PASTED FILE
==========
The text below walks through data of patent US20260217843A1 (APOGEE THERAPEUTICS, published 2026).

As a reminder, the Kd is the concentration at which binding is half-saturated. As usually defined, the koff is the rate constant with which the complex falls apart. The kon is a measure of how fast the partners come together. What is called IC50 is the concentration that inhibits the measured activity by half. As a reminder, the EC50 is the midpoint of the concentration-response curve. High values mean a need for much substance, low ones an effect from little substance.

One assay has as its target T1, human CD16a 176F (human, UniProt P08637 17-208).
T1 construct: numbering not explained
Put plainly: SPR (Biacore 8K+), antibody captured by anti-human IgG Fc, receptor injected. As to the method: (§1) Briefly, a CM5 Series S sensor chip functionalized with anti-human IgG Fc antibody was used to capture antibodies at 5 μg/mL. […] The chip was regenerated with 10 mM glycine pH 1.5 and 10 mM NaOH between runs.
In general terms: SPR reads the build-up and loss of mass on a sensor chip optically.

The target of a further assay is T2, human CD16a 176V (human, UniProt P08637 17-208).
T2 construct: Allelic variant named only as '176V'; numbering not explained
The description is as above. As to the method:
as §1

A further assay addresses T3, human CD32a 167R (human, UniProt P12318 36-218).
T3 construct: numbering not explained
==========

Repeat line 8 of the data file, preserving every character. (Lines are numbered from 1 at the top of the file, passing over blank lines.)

T2 construct: Allelic variant named only as '176V'; numbering not explained